Infrared map from Aug. 6, courtesy U.S. Forest Service. For more maps in more sizes, visit https://inciweb.nwcg.gov/incident/maps/5409/

Although the fire has entered Lost River drainage and is burning south, incident team members said they are not worried about it traveling down the drainage toward Mazama. The Lost River Gorge is very rocky and steep, without a lot of vegetation to fuel the fire, they said.

“All our computer modeling doesn’t show it making it down Lost River before a season-ending event,” Allen said. A rain or snow storm heavy enough to stop fire growth would be considered a fire season-ending event.

On the northern perimeter, a peak called Two Point Mountain is a natural barrier to the fire, but managers are concerned that the fire could sneak past the mountain and head toward Canada.

“We are actively working on the north area with bucket drops,” Casey said. “There is a massive amount of fuel in Dollar Creek” on the northern part of the fire. “We’re working ahead of that to take out some of the intensity.”

“We’ve visited with our counterparts in Canada. They would like us to keep it out of Canada,” said Szulc.

The incident management team has ordered about 60 more firefighters, and equipment including fire engines and bulldozers. One bucket helicopter is on site, and another is on order if needed, Allen said. A fire camp has been set up at the Rhythm and Blues concert grounds just outside Winthrop.

“There is a lot of competition for resources in the region” due to numerous fires in Oregon and California, Allen said.

Five engines, part of the team’s structure protection division, were traveling through Mazama and Fawn Creek on Friday conducting inventories of homes and structures, assessing ingress and egress, water sources, Firewise properties, fuel treatments and other factors that would influence firefighting in the area, Casey said.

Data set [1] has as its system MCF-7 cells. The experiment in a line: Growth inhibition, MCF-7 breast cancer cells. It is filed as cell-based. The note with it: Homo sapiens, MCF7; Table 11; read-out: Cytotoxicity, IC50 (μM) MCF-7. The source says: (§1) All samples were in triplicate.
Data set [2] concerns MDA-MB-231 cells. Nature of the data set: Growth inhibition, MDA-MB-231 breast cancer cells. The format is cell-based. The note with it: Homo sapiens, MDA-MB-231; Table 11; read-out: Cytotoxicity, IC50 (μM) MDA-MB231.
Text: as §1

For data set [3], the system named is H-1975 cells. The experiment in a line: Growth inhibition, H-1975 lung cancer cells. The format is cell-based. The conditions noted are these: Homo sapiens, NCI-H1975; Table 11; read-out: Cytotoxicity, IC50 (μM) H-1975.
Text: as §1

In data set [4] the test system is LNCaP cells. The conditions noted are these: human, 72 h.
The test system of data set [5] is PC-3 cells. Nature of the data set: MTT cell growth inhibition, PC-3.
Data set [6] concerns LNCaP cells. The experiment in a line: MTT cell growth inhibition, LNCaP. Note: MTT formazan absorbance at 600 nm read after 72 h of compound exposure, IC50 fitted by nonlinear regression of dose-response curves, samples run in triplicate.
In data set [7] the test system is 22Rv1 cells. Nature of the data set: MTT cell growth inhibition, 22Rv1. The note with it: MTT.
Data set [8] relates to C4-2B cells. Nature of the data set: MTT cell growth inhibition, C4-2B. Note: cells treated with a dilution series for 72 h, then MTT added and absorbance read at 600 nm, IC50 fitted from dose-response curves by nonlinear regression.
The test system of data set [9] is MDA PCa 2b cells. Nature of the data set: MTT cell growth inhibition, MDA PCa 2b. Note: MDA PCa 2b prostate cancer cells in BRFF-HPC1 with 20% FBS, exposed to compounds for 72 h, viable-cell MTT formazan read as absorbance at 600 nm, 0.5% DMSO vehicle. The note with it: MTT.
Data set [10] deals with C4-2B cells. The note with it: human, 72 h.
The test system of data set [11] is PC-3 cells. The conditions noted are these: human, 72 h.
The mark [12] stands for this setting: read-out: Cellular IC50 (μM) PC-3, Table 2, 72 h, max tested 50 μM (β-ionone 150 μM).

That “comprehensive understanding” is needed whether due to the Diamond Creek Fire or another fire. “We’re in fire season. Part of our assignment is to be initial attack … if there is another incident,” Casey said.

Conditions were ripe for the Diamond Creek Fire, which is determined to be human-caused. There has not been a wetting rain – defined as one-tenth of an inch or more – for the past 50 days, and temperatures have been 3-5 degrees hotter than normal for this time of year, Jon Fox, incident meteorologist, explained at Thursday’s public meeting.

That weather helped produce extremely volatile fuel conditions, said Todd Gregory, fire behavior analyst. Log-sized wood in the fire area measured at 6 percent moisture. “Anything below 12 percent is critical,” Gregory said.

Small branches and twigs are at about 2 percent moisture, he said. “It’s been a long time since I’ve seen 2 percent.”

The fire is burning in “very unforgiving country” that is not conducive to trying to fight the fire from the ground, Gregory said. “There are a lot of spot fires,” he added. “We’ve seen spotting one-half mile away.”

Fox said there is a “small chance of thunderstorms early next week” but they don’t appear to have enough moisture to dampen the fire.

The long-term weather outlook is for continued warmer and drier than normal condition into the fall, Fox said.

Information about the Diamond Creek Fire can be found on Inciweb or on the Diamond Creek Fire Facebook page.